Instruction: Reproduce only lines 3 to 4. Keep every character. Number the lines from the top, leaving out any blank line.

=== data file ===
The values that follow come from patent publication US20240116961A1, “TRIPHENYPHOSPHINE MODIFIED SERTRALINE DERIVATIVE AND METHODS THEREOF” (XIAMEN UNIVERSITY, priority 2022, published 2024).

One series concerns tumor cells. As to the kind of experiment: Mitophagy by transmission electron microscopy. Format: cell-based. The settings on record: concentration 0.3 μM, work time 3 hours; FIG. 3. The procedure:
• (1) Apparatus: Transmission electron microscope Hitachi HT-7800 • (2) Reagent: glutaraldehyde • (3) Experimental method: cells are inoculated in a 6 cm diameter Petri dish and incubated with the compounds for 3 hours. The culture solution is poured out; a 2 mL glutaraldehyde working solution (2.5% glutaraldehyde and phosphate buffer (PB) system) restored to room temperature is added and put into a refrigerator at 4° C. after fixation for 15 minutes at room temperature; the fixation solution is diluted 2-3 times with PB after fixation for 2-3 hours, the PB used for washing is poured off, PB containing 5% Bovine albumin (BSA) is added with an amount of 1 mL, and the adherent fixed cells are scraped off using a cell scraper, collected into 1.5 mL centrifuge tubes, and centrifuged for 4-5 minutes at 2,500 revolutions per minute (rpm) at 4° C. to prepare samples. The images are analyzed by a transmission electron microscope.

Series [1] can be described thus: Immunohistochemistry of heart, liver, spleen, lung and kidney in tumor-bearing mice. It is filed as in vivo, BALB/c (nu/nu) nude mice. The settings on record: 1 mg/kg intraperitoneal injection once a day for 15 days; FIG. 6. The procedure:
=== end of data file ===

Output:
• (1) Apparatus: Transmission electron microscope Hitachi HT-7800 • (2) Reagent: glutaraldehyde • (3) Experimental method: cells are inoculated in a 6 cm diameter Petri dish and incubated with the compounds for 3 hours. The culture solution is poured out; a 2 mL glutaraldehyde working solution (2.5% glutaraldehyde and phosphate buffer (PB) system) restored to room temperature is added and put into a refrigerator at 4° C. after fixation for 15 minutes at room temperature; the fixation solution is diluted 2-3 times with PB after fixation for 2-3 hours, the PB used for washing is poured off, PB containing 5% Bovine albumin (BSA) is added with an amount of 1 mL, and the adherent fixed cells are scraped off using a cell scraper, collected into 1.5 mL centrifuge tubes, and centrifuged for 4-5 minutes at 2,500 revolutions per minute (rpm) at 4° C. to prepare samples. The images are analyzed by a transmission electron microscope.

Series [1] can be described thus: Immunohistochemistry of heart, liver, spleen, lung and kidney in tumor-bearing mice. It is filed as in vivo, BALB/c (nu/nu) nude mice. The settings on record: 1 mg/kg intraperitoneal injection once a day for 15 days; FIG. 6. The procedure: